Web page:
A general word classification.
(AM-239: displacement 945 (limiting); length 184'6"; beam 33'; draft 9'9"; speed 14.8 knots; complement 104; armament 1 3-inch, 4 40 millimeter; class Admirable)
Gayety (AM-239) was laid down on 14 November 1943 by the Winslow Marine Railway & Shipbuilding Co. of Winslow, Wash.; launched 19 March 1944; sponsored by Miss Janice Morgan; and commissioned 23 September 1945, Lt. Cmdr. John R. Row in command.
After shakedown out of San Pedro and San Diego, Gayety arrived Pearl Harbor 4 January 1945. Following training and escort duty she sailed west for the invasion of Okinawa via Eniwetok, Saipan, and Ulithi. She sortied from Saipan 25 March with a convoy bound for Okinawa and arrived off Okinawa 1 April in time for the first amphibious assault on that strategic island, the doorway to Japan. In the ensuing weeks, Gayety swept minefields and made ASW patrols in the Ryukyus. On 14 April she was attacked by a Japanese torpedo bomber coming in low and fast to starboard. The plane launched a torpedo which Gayety left astern, but she was shaken from bow to stern when it exploded 150 yards away.
On 4 May, following a kamikaze attack on nearby Hopkins, another plane made a suicide run on Gayety, coming in from starboard. Her automatic weapons riddled the plane that passed close over her fantail before crashing into the sea 30 yards off the port quarter. Later in the same day the ship was attacked by a Japanese "Baka" bomb, a 4,700-pound bomb propelled by a rocket and guided by a human pilot at speeds up to 600 miles per hour. One of these deadly weapons thundered in at an estimated 400 knots, made a low altitude run oil several of the smaller minesweepers Gayety was shepherding, and then turned toward Gayety for a suicide crash. The ship's gunners, unflinchingly manning their weapons, sent up an umbrella of automatic fire which blew off the Baka's cowling; seconds later it disintegrated rapidly, tumbling end over end through the air, and crashed into the sea 15 yards off Gayety's port bow. Shrapnel rained on her decks, knocking out the port 40mm gun and wounding three men, but the ship continued her duties undaunted.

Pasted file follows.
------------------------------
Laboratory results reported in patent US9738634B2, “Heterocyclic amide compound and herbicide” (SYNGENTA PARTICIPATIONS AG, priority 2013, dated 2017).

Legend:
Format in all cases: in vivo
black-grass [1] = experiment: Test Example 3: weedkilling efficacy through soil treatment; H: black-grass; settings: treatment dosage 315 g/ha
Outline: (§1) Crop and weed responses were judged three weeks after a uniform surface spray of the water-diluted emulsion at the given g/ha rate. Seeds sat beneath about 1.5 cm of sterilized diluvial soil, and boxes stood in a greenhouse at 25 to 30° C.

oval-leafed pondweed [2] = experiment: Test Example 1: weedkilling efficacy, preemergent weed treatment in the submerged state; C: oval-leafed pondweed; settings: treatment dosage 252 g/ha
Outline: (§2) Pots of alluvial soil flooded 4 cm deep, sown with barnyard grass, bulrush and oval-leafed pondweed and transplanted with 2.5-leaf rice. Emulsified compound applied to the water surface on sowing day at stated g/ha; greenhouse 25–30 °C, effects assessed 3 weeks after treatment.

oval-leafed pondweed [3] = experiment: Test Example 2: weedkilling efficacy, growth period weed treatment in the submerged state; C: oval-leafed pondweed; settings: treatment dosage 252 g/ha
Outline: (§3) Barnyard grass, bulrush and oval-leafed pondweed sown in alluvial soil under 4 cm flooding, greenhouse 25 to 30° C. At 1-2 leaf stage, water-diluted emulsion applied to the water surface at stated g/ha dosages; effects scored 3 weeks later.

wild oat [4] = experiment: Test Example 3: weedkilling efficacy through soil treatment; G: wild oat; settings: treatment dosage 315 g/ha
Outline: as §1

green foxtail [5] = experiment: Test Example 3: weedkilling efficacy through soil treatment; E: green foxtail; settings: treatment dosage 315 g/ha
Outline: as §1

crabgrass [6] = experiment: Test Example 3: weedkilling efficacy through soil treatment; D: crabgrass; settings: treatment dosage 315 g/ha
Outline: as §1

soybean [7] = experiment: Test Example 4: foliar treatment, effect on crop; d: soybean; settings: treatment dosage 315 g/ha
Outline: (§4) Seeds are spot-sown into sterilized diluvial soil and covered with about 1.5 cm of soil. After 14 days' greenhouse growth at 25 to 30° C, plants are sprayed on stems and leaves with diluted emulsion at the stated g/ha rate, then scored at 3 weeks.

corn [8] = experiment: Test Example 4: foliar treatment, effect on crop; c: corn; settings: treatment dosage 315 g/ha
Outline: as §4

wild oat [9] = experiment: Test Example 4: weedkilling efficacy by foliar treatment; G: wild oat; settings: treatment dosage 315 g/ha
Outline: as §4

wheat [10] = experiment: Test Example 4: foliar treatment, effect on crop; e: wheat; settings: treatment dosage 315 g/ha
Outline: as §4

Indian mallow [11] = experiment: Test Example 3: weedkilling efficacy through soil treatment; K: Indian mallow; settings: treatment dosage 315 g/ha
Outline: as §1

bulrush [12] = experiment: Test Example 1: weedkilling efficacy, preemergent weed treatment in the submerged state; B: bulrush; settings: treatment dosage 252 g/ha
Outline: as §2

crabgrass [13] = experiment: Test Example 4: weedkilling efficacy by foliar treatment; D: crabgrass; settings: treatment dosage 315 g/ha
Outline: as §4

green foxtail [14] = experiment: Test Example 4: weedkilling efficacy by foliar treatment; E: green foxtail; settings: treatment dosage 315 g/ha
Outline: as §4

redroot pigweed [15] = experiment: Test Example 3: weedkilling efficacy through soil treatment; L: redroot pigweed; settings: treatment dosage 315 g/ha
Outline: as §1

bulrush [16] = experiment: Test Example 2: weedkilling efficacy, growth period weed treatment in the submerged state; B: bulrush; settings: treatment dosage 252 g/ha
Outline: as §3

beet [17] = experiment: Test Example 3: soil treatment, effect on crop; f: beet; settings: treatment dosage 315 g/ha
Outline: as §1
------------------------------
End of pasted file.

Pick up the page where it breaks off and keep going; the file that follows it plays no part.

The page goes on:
On 27 May, while continuing to support the Okinawa campaign, she suffered a near-miss from a 500-pound bomb which exploded just astern. Five men were killed and two wounded by flying debris, and the fantail burst into flames. Quick damage control, however, followed by repairs at Kerama Retto, soon put her back in fighting shape; and she resumed minesweeping off Okinawa and, subsequently, shifted operations to the approaches of the Japanese home islands.
After Japan surrendered and occupation forces had taken control of the conquered Empire, Gayety stood out from Japan 20 November for the United States via Eniwetok and Pearl Harbor, reaching San Diego 19 December 1945 and thence sailing via the Panama Canal to Orange. Tex., where she decommissioned 7 June 1946 and entered the Atlantic Reserve Fleet.
Gayety recommissioned 11 May 1951, Lt. Percy W. Rairden, Jr., in command, and moored at Charleston, N.C., 29 May. Until 1954 she was based at either Charleston or Norfolk, Va., as a training ship, with a visit to Vieques Island, P.R., in the fall of 1951 for exercises. She returned to Orange, Tex., 3 January 1954 and decommissioned 1 March 1954, reentering the Atlantic Reserve Fleet. Gayety was reclassified MSF-239, 7 February 1955 and was transferred to the Republic of Vietnam 17 April 1962. She served the Vietnamese Navy as Chi Lang II (HQ-8).
Robert J. Cressman
12 August 2016